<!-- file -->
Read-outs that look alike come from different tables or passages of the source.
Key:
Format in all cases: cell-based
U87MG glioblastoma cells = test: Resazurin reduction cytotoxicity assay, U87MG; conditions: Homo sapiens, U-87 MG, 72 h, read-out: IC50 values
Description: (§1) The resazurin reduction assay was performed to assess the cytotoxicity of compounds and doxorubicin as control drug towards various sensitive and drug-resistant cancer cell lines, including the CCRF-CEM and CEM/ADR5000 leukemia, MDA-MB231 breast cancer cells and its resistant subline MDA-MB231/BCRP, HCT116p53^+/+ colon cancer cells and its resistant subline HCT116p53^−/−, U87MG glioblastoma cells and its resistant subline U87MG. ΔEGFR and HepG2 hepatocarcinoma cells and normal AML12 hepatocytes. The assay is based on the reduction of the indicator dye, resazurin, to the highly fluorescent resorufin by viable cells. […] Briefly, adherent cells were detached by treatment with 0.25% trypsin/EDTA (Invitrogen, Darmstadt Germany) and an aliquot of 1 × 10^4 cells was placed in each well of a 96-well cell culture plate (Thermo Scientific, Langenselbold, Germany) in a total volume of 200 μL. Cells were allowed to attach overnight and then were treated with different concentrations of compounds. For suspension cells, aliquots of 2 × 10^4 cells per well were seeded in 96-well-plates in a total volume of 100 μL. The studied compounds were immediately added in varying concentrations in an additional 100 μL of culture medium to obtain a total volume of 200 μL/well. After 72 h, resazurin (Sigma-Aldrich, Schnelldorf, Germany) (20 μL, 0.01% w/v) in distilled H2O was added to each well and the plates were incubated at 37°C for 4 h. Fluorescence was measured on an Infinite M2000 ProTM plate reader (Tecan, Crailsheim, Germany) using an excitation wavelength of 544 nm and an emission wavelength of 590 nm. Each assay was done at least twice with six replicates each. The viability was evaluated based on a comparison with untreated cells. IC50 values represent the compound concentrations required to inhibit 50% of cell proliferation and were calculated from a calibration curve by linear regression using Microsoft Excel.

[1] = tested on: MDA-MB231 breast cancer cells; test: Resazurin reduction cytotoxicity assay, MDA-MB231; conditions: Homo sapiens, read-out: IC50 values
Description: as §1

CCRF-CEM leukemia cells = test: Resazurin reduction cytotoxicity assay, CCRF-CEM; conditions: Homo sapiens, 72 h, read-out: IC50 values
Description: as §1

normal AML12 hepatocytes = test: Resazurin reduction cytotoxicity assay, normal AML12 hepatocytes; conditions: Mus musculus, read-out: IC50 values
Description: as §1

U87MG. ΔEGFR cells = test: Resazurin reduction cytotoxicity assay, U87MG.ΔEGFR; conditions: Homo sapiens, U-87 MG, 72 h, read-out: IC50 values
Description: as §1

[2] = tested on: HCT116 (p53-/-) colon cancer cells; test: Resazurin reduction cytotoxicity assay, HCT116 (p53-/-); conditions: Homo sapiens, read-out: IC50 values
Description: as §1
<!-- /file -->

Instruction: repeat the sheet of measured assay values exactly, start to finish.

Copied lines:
Read-outs that look alike come from different tables or passages of the source.
Key:
Format in all cases: cell-based
U87MG glioblastoma cells = test: Resazurin reduction cytotoxicity assay, U87MG; conditions: Homo sapiens, U-87 MG, 72 h, read-out: IC50 values
Description: (§1) The resazurin reduction assay was performed to assess the cytotoxicity of compounds and doxorubicin as control drug towards various sensitive and drug-resistant cancer cell lines, including the CCRF-CEM and CEM/ADR5000 leukemia, MDA-MB231 breast cancer cells and its resistant subline MDA-MB231/BCRP, HCT116p53^+/+ colon cancer cells and its resistant subline HCT116p53^−/−, U87MG glioblastoma cells and its resistant subline U87MG. ΔEGFR and HepG2 hepatocarcinoma cells and normal AML12 hepatocytes. The assay is based on the reduction of the indicator dye, resazurin, to the highly fluorescent resorufin by viable cells. […] Briefly, adherent cells were detached by treatment with 0.25% trypsin/EDTA (Invitrogen, Darmstadt Germany) and an aliquot of 1 × 10^4 cells was placed in each well of a 96-well cell culture plate (Thermo Scientific, Langenselbold, Germany) in a total volume of 200 μL. Cells were allowed to attach overnight and then were treated with different concentrations of compounds. For suspension cells, aliquots of 2 × 10^4 cells per well were seeded in 96-well-plates in a total volume of 100 μL. The studied compounds were immediately added in varying concentrations in an additional 100 μL of culture medium to obtain a total volume of 200 μL/well. After 72 h, resazurin (Sigma-Aldrich, Schnelldorf, Germany) (20 μL, 0.01% w/v) in distilled H2O was added to each well and the plates were incubated at 37°C for 4 h. Fluorescence was measured on an Infinite M2000 ProTM plate reader (Tecan, Crailsheim, Germany) using an excitation wavelength of 544 nm and an emission wavelength of 590 nm. Each assay was done at least twice with six replicates each. The viability was evaluated based on a comparison with untreated cells. IC50 values represent the compound concentrations required to inhibit 50% of cell proliferation and were calculated from a calibration curve by linear regression using Microsoft Excel.

[1] = tested on: MDA-MB231 breast cancer cells; test: Resazurin reduction cytotoxicity assay, MDA-MB231; conditions: Homo sapiens, read-out: IC50 values
Description: as §1

CCRF-CEM leukemia cells = test: Resazurin reduction cytotoxicity assay, CCRF-CEM; conditions: Homo sapiens, 72 h, read-out: IC50 values
Description: as §1

normal AML12 hepatocytes = test: Resazurin reduction cytotoxicity assay, normal AML12 hepatocytes; conditions: Mus musculus, read-out: IC50 values
Description: as §1

U87MG. ΔEGFR cells = test: Resazurin reduction cytotoxicity assay, U87MG.ΔEGFR; conditions: Homo sapiens, U-87 MG, 72 h, read-out: IC50 values
Description: as §1

[2] = tested on: HCT116 (p53-/-) colon cancer cells; test: Resazurin reduction cytotoxicity assay, HCT116 (p53-/-); conditions: Homo sapiens, read-out: IC50 values
Description: as §1